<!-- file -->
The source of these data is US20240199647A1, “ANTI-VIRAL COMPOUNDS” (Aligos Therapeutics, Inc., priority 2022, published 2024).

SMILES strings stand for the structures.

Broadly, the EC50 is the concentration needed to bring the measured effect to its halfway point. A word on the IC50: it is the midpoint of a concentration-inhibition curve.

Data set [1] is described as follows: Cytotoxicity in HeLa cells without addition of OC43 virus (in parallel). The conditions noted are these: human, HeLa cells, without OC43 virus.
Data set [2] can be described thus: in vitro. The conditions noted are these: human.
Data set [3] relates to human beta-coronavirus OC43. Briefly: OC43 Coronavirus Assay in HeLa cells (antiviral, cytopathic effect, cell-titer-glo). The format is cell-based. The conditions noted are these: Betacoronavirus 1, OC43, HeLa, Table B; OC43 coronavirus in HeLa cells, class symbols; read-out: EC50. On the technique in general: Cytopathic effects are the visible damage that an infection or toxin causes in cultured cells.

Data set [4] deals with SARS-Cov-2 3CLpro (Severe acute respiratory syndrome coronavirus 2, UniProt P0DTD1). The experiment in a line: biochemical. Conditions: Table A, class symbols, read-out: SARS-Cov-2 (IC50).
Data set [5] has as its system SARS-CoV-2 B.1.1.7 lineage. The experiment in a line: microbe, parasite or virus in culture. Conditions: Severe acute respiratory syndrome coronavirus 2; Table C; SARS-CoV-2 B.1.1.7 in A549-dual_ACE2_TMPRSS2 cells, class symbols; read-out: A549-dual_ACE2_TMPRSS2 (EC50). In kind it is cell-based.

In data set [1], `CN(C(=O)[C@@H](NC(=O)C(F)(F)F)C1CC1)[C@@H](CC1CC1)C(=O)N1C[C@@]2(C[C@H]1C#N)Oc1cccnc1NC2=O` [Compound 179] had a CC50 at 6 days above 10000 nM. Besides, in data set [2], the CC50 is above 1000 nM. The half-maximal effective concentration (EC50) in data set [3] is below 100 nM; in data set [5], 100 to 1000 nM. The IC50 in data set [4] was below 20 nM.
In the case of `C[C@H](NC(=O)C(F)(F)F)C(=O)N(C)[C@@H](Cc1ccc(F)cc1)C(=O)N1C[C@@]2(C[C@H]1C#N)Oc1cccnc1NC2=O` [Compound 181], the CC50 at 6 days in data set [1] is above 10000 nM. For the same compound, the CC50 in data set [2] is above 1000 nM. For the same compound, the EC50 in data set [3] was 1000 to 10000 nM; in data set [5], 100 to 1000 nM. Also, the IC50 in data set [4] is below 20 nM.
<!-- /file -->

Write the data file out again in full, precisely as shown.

The source of these data is US20240199647A1, “ANTI-VIRAL COMPOUNDS” (Aligos Therapeutics, Inc., priority 2022, published 2024).

SMILES strings stand for the structures.

Broadly, the EC50 is the concentration needed to bring the measured effect to its halfway point. A word on the IC50: it is the midpoint of a concentration-inhibition curve.

Data set [1] is described as follows: Cytotoxicity in HeLa cells without addition of OC43 virus (in parallel). The conditions noted are these: human, HeLa cells, without OC43 virus.
Data set [2] can be described thus: in vitro. The conditions noted are these: human.
Data set [3] relates to human beta-coronavirus OC43. Briefly: OC43 Coronavirus Assay in HeLa cells (antiviral, cytopathic effect, cell-titer-glo). The format is cell-based. The conditions noted are these: Betacoronavirus 1, OC43, HeLa, Table B; OC43 coronavirus in HeLa cells, class symbols; read-out: EC50. On the technique in general: Cytopathic effects are the visible damage that an infection or toxin causes in cultured cells.

Data set [4] deals with SARS-Cov-2 3CLpro (Severe acute respiratory syndrome coronavirus 2, UniProt P0DTD1). The experiment in a line: biochemical. Conditions: Table A, class symbols, read-out: SARS-Cov-2 (IC50).
Data set [5] has as its system SARS-CoV-2 B.1.1.7 lineage. The experiment in a line: microbe, parasite or virus in culture. Conditions: Severe acute respiratory syndrome coronavirus 2; Table C; SARS-CoV-2 B.1.1.7 in A549-dual_ACE2_TMPRSS2 cells, class symbols; read-out: A549-dual_ACE2_TMPRSS2 (EC50). In kind it is cell-based.

In data set [1], `CN(C(=O)[C@@H](NC(=O)C(F)(F)F)C1CC1)[C@@H](CC1CC1)C(=O)N1C[C@@]2(C[C@H]1C#N)Oc1cccnc1NC2=O` [Compound 179] had a CC50 at 6 days above 10000 nM. Besides, in data set [2], the CC50 is above 1000 nM. The half-maximal effective concentration (EC50) in data set [3] is below 100 nM; in data set [5], 100 to 1000 nM. The IC50 in data set [4] was below 20 nM.
In the case of `C[C@H](NC(=O)C(F)(F)F)C(=O)N(C)[C@@H](Cc1ccc(F)cc1)C(=O)N1C[C@@]2(C[C@H]1C#N)Oc1cccnc1NC2=O` [Compound 181], the CC50 at 6 days in data set [1] is above 10000 nM. For the same compound, the CC50 in data set [2] is above 1000 nM. For the same compound, the EC50 in data set [3] was 1000 to 10000 nM; in data set [5], 100 to 1000 nM. Also, the IC50 in data set [4] is below 20 nM.